Tiger Woods came up just shy of firing a 59 in Friday’s second round of the WGC-Bridgestone Invitational, but missing the magical score by two measly strokes was no big deal to the world No. 1.
"Am I disappointed?" Woods asked reporters. "Absolutely not, nope. 61 is pretty good. I'm not bummed."
Woods’ "clean" card, which put him at 13-under and gave him a commanding seven-shot lead over defending champion Keegan Bradley and Chris Wood heading into the weekend at Firestone Country Club, marked the fourth time he posted a Roger Maris in his legendary professional career. While breaking 60 would have been an official first for the seven-time Bridgestone Invitational winner, Tiger pretty much shrugged and intimated, been there, done that.
"Well, the thing is, I’ve shot 59 before," said Woods, who was 9-under after 13 holes and needed two birdies in his final five holes to join a handful of big-league players, including Annika Sorenstam and David Duval, in the 59 club.
While mishits off the tees on the 17th and 18th put 59 out of reach, the pressure of trying to achieve such a feat did not cause Woods’ errors.
"I was only 9-under par so it’s not a feeling that I’m uncomfortable with," he said. "When I shot 59 [in non-tour play], I was 13 deep at the time, so that's well off where I was today. Nine, I've been there many times, and I've been 10 and 11 before, too. I had a long way to go, so I had, what, five holes to go, still a lot of golf to be played, and anything could have happened. It could have gone either way. I made some nice pars there."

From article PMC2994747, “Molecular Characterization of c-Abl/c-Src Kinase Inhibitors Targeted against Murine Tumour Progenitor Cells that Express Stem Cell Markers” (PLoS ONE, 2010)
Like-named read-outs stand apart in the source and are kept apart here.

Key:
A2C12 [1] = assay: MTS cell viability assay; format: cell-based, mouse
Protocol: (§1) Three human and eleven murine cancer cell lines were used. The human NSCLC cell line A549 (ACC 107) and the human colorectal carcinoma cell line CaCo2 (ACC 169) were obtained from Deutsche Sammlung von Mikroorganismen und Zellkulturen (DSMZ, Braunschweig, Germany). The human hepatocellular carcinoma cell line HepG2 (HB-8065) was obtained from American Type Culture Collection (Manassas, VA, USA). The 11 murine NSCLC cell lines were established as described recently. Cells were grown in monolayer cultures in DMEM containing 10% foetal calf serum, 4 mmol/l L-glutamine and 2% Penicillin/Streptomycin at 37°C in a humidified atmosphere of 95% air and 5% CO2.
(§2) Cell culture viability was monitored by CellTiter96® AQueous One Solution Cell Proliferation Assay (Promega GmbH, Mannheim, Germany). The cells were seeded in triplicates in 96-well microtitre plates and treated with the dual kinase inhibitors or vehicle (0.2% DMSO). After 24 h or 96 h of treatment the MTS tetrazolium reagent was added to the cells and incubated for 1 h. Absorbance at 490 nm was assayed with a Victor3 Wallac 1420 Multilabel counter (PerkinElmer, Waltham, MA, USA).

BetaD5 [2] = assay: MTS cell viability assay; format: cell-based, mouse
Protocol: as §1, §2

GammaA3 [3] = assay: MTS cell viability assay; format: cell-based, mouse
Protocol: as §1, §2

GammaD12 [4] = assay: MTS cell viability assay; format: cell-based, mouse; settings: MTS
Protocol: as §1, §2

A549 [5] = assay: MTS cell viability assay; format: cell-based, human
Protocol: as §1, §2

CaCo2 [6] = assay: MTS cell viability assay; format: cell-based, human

Indeed, more striking to Tiger than posting a 59 was his 25-foot, par-saving putt at the last.
"Those are big putts," he said. "I think making big par putts are bigger than making birdies. It keeps ‑‑ I don't know what it is, but it's that feeling of never dropping a shot.
"I didn't drop any shots today, and I kept the card clean," added Woods, who hit nine of 14 fairways and 13 of 18 greens in regulation and wielded his flat stick like a magician, needing just 22 putts, according to PGATour.com. "Those are nice feelings when you're able to do that, when you're able to keep a card clean like that with no bogeys."
Woods’ 61 matched his own tournament scoring record, according to PGATour.com, which compiled a rundown of Tiger’s best tour rounds:
Tiger, by the way, PGATour.com noted, set a tournament record with an 11-shot win at Firestone in 2000 when he notched his first 61 on the track that fits him better than a well-worn golf glove.